My friend Luiz is a terrific cook. He is also a blogger and food writer, that is how we are friends. He runs a wonderful supper club in his house (one of the best in London and in the most beautiful space). Last year his first cookbook was published, on Nikkei cuisine called Nikkei, Japanese Food the South American Way.
I remember when I first had prawn toast from a Chinese takeaway and I was mesmerised. Just how do they make this, and how do they get the prawns to stick to the toast? Very much a guilty pleasure, I can’t actually order it as the supermarket bread used turns my guts into knots (real bread is no problem, as for most!), so I turned to my stove as I always do, and figured it out.
Have you got plans for the weekend yet? No? Right, get your pencil ready and write this list:
squid ink spaghetti (or just great pasta)
the best chorizo you can find
lots of lovely fresh clams
drinkable dry white wine (some for the pot & the rest for you)
and then make this. Do! I promise you won’t regret it.
This dish is perfect for an Autumn Saturday. It is speedy and it is so flavoursome. The chorizo gives the gorgeous briney clams a rich lightly spiced depth, the chorizo itself the colour of Autumn leaves. The squid ink noodles make it all very deep and rich (predominantly visually). It is speedy. The whole thing will be ready start to finish in 15 – 20 minutes. And you will want more, so prepare to have enough for seconds. You might even think of sharing it, with someone you like very much. Maybe.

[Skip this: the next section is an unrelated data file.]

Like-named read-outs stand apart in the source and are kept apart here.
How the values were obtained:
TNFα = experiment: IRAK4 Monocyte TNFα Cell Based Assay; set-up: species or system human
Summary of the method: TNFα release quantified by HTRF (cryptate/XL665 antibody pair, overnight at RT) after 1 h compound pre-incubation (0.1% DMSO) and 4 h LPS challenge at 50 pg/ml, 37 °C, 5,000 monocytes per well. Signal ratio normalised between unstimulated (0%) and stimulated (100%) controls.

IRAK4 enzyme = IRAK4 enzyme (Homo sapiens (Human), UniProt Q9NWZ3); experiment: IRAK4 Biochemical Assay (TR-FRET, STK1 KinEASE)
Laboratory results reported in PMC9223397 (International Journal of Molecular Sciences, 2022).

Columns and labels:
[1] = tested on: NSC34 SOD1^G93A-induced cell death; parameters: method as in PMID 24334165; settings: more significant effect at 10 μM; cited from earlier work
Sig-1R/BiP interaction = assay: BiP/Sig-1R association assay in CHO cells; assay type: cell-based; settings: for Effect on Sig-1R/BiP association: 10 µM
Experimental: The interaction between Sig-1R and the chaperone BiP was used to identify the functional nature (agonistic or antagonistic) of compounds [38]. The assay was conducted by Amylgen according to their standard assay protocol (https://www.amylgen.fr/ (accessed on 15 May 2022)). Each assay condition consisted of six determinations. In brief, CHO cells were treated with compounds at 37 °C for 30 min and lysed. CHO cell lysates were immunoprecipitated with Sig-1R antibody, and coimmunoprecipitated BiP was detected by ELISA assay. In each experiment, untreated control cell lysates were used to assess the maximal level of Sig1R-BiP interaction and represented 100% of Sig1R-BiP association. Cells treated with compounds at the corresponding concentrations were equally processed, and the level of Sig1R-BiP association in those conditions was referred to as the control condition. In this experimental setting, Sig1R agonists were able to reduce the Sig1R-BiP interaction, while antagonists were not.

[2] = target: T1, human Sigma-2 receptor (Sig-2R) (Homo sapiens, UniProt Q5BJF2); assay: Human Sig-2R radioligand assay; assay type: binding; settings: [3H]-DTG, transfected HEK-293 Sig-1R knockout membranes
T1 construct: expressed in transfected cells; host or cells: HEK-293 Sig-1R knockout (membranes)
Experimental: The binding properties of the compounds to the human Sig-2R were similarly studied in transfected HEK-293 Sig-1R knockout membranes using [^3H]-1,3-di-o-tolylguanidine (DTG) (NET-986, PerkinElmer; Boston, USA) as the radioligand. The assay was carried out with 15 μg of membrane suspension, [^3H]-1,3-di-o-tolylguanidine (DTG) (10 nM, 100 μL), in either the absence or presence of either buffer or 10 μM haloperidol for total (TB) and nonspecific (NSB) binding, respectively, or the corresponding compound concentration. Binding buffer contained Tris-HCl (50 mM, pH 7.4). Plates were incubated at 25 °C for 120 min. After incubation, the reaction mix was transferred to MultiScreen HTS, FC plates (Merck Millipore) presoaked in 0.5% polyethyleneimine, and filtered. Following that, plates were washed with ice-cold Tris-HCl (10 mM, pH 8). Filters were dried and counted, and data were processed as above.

Clams seem complicated but they are the easiest thing to cook, and the flavours are perfect, especially when you have the rumble of chorizo and the finely chopped parsley to keep it all in line. White wine helps make a gorgeous sauce with the garlic and the sea water released from the clams. And all you are doing is heating them until they cook and release the tight catch on their shells. The sauce coats the pasta beautifully and it is all so very good.
If you have never cooked with clams before do try this, and let me know how you get on with it. And don’t worry about it being fishy. This is light and briney and like getting a delicious splash of sea water on a seaside frolic.
Recipe: Spaghetti with Clams & Chorizo
200g squid ink pasta (I uses tonnarelli al nero di seppia from Rustichella d’Abruzzo) or good spaghetti or linguine will do well too
500g clams, fresh and in the shell
100g diced chorizo (fresh or cured)
A handful of fresh flat leaf parsley, chopped very fine
2 cloves garlic, peeled and finely chopped
a small glass of white wine
a little light oil or extra virgin olive oil for cooking
sea salt (if necessary)